The annexation of the Wetlands Golf Course into the City of Aberdeen was approved at a Monday meeting of the city council.
The 206 acres of land along Gilbert Road, owned by Locksley Manor, Inc., were unanimously approved to be annexed into the city. The land will continue to be used for recreational purposes, whether golf-related or not, an attorney for the project said.
According to annexation resolution, the change will become effective in 45 days from the date of its final enactment, unless a petition for referendum is filed.
The majority of the land — three of the four parcels — will be zoned as integrated business district, which allows for residential, commercial, recreational and other uses, according to the resolution. A fourth parcel that’s about 15.8 acres will be zoned for low-density residential, permitting homes, schools, churches and other uses.
Water and sewer mains do not currently exist under any portion of the land. Aberdeen will provide access to both its water and sewer system, according to the resolution.
Monday’s passage of the annexation resolution was the final legislative step needed to annex the property, Aberdeen’s Director of Planning and Community Development Phyllis Grover said. Before it, an annexation plan and agreement had to be approved by the council, the earliest of which was voted on in November.
The city’s planning commission also recommended the annexation, Grover said.
A public hearing on the annexation resolution was held on June 21. There, attorney for the project Bradley Stover said the goal was to get water and sewer access on the property, which will be used for recreational purposes. He said the project would aim to expand recreation in the city to accommodate new residents.
The property could remain a golf course, Stover said, but he also floated the possibility of an indoor or outdoor ice rink. For the foreseeable future, there would be “no change in use of the property other than what currently exists now,” he said.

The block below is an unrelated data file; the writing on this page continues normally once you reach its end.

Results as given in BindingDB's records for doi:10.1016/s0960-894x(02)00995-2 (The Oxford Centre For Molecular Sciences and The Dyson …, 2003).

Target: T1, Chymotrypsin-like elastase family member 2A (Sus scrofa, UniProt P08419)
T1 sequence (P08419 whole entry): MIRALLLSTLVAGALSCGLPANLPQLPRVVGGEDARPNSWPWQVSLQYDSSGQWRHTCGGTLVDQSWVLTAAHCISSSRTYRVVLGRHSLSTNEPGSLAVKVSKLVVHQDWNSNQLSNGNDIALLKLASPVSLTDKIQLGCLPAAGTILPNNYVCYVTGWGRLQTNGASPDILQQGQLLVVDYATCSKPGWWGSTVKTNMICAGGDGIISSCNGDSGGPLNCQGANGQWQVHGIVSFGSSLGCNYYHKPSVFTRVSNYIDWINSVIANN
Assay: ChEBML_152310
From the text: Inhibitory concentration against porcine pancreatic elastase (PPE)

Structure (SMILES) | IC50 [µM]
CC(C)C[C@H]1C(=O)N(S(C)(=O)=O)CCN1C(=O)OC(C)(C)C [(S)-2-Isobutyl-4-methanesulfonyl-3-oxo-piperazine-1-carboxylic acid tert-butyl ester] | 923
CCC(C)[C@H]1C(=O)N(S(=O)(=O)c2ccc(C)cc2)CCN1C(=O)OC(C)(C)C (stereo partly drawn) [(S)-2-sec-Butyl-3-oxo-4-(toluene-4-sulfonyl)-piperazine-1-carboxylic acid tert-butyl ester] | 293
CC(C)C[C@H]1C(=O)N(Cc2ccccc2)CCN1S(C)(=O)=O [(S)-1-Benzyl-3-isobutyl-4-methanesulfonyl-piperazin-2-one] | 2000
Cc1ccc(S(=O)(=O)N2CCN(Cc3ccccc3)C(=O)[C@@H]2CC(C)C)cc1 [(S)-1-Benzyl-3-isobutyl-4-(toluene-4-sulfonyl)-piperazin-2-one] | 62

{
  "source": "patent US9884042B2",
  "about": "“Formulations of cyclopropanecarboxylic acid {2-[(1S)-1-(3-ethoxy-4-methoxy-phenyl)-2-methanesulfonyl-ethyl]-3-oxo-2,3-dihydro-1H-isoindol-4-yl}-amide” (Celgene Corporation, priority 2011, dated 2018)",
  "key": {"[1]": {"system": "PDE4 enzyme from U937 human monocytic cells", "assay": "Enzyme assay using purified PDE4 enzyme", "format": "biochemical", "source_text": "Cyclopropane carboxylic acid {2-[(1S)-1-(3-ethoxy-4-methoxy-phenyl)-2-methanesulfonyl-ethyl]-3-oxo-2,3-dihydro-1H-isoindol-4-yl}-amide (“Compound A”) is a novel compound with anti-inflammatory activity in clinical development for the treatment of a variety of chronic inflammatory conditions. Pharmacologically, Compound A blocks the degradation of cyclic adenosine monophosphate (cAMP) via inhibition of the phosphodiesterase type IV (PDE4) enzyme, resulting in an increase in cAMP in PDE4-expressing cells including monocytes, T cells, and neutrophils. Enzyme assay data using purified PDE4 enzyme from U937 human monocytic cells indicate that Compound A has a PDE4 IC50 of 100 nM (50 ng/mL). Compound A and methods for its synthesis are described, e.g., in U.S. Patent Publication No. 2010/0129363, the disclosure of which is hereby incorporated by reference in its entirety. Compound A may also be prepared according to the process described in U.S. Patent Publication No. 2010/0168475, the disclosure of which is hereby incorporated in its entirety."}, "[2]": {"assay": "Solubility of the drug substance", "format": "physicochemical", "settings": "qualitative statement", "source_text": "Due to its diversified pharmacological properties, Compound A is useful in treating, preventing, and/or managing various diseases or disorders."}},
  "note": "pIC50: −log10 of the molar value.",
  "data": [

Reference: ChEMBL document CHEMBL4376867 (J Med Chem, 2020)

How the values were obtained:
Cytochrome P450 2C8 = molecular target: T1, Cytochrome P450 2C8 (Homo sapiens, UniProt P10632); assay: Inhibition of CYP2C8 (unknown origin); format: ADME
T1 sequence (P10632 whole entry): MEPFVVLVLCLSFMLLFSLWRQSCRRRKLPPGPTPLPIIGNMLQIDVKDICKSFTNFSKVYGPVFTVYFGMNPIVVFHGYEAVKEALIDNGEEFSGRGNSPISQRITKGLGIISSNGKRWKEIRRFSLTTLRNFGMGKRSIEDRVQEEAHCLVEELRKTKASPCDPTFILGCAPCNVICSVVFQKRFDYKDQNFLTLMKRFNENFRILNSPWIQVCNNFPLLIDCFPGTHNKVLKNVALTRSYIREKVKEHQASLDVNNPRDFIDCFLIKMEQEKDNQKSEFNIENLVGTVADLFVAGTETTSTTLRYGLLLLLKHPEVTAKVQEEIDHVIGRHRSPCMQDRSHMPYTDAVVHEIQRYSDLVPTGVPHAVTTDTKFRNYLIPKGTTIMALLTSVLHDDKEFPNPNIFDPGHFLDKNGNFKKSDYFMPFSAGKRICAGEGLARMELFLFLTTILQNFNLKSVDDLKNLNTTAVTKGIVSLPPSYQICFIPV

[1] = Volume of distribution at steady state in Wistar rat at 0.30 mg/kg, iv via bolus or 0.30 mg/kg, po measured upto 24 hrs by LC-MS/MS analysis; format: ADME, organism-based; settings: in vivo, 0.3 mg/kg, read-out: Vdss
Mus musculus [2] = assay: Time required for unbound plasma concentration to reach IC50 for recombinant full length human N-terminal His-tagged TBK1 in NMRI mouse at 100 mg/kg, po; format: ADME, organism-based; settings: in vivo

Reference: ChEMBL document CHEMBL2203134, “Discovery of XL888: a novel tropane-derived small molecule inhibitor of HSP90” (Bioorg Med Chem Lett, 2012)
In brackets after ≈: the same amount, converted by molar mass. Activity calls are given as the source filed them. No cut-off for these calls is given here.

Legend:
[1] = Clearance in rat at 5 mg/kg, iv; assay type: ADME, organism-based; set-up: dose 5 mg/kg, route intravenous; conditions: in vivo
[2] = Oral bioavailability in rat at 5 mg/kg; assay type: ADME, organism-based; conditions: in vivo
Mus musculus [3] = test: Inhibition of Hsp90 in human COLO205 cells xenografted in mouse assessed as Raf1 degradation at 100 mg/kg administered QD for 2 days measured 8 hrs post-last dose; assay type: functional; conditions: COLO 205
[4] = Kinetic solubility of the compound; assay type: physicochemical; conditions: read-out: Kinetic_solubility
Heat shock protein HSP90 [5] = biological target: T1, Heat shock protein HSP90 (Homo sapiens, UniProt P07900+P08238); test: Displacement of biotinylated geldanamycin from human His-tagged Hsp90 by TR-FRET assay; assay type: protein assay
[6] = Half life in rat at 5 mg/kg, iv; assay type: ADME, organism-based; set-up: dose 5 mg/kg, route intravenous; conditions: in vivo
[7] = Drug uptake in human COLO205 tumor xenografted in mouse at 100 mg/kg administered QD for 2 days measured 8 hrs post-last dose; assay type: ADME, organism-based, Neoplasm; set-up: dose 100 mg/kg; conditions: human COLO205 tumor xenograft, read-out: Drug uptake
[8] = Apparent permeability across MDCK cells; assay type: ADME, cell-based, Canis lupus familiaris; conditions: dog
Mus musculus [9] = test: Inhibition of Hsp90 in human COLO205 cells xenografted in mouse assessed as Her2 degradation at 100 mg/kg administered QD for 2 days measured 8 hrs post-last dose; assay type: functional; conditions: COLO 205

“The goal is what it always has been: get water and sewer out there,” Stover said. “That is the goal, whether it is golf related, not golf related, recreation for the City of Aberdeen and all those new rooftops that are coming.”
Stover said the same entity has owned the property since 1989, and that annexation was initially sought in 2005, but did not bear fruit until recently.
Maryland law prohibits properties being developed for “substantially different” uses for five years after annexation, according to the legislation. When the resolution was introduced May 25, Stover said those limits on substantially different uses within the first five years of annexation can be voided with the approval of the Harford County Council.
However, there are no plans to build on the property at this time, Stover said in a Tuesday interview, and the owner has not contemplated seeking authority from the county council to change the property’s zoning to a substantially different use.
The project will be subject the the city’s revised adequate public facilities ordinance, requiring developers to consider the water and sewer capacity of the surrounding area and pay a share of improvements to the services’ infrastructure proportional to what they use.
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Under the new agreement, developers are charged proportionally to the expected capacity they will use. According to the resolution, the owners of the Locksley Manor property would pay the city $599,000.